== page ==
Manufacturing Performance Measures Really Count

In business, you can't improve what you can't measure. Many small manufacturers are content looking at the "bottom line" and measuring their company's performance based on whether they are making money.

Columns From: 4/1/1997 Modern Machine Shop,

In business, you can't improve what you can't measure. Many small manufacturers are content looking at the "bottom line" and measuring their company's performance based on whether they are making money. However, as important as this bottom line is, it is equally important to measure key factors that contribute to this number. If you do not already do so, give serious consideration to using the following performance measures.

  • Sales booking performance to sales plan (current month and year-to-date): 
    This measure allows you to determine how you are performing in comparison to your sales plan. The measure of the current month provides information at a particular point in time. The year-to-date measure is typically more meaningful as it smoothes out sales peaks and valleys and provides useful trend information. Knowing how your sales bookings are performing in comparison to your sales plan is important to your production plan.
  • Sales booking projection to sales plan (three month projection): 
    The sales booking projection for the next three months may vary from the original sales plan. The results of sales booking performance measurements, either current month or year-to-date, may cause you to alter your projections for the near future. Reviewing and up-dating sales booking projections helps refine your production plan.
  • Shipment performance to sales plan (current month and year-to-date): 
    Measuring the dollar value of every-thing you complete, ship and invoice is critical to understanding how your company is performing. This shipment performance, especially when compared to the original sales plan, provides information on the overall health of a company and indicates whether changes must be made.
  • Shipment projection to sales plan (three-month projection): 
    Reviewing and modifying your shipment projection for the upcoming three-month period will help you make good decisions on staffing and critical business expenses.
  • Backlog: 
    Tracking the backlog on a monthly basis provides important trend information, which is needed to effectively plan your production activities.
  • Capacity by workcenter (three-month projection): 
    A workcenter can be defined as a machine, group of machines or department. The capacity reflects the most you can expect to produce in a given period of time. The best indicator of capacity is history, especially recent history. It's a good bet that, without major changes in the operation of the workcenter, your capacity will remain constant. If history shows that your equipment runs 70 percent of the time, then this should be your planned capacity for the next three months.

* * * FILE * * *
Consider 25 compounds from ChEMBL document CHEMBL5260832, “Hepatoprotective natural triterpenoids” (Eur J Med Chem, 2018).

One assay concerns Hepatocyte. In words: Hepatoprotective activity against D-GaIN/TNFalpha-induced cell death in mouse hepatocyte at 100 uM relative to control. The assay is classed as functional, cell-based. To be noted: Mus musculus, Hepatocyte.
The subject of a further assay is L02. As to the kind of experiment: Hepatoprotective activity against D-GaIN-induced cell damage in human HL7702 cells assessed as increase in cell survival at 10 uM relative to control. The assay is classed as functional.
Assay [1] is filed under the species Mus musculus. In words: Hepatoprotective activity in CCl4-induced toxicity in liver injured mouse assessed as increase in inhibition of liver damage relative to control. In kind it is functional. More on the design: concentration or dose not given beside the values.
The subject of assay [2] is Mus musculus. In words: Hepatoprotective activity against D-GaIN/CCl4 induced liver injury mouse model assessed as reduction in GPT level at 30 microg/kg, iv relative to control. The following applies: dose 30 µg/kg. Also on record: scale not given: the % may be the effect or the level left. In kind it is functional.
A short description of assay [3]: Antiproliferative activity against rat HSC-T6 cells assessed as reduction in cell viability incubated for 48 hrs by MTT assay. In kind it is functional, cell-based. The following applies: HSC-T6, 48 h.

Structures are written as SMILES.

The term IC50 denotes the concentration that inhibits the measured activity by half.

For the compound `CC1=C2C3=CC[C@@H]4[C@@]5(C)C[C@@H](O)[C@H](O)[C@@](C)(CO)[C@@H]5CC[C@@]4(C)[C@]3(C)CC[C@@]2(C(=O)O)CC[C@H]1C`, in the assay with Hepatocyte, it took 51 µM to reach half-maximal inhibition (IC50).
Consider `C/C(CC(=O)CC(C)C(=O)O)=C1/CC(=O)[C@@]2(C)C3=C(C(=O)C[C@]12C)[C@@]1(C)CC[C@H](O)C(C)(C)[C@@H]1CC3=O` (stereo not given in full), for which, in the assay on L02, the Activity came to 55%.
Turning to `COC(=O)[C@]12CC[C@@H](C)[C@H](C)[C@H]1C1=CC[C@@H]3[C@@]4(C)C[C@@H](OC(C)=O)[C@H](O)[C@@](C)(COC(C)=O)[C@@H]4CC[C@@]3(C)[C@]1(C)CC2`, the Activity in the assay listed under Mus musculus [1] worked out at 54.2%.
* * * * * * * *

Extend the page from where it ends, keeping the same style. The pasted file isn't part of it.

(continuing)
• Workcenter performance: 
    It is important to know how your workcenters are performing. Are they completing jobs on schedule? How many jobs are completed over a specific period of time? Is output up, down or relatively constant? Once you capture this information, you can begin to explore reasons for any workcenter performance that is below expectations.
  • Quotation conversion (current month and year-to-date): 
    This measure compares the number of quoted jobs awarded to the total number of jobs quoted. Knowing the quotation conversion percentage can reveal a great deal about your prices, leadtimes and customers.
  • Quoted prices versus actual costs (job-by-job basis): 
    This is one of the most important performance measures, especially for contract manufacturers who do many different jobs. Although not every job will be profitable every time, the majority of jobs should be. Completing too many jobs at a loss is a sure path to disaster for any company.

As you can see, a prerequisite for measures is a basis for comparison from some type of plan (for example, a business plan, marketing plan, production plan, and so on). Obviously, developing plans is critical to the success of any business and time must be dedicated to doing this. Only when you have a plan, and make the effort to measure actual performance and compare it to that plan, will you be in a position to improve your manufacturing performance.

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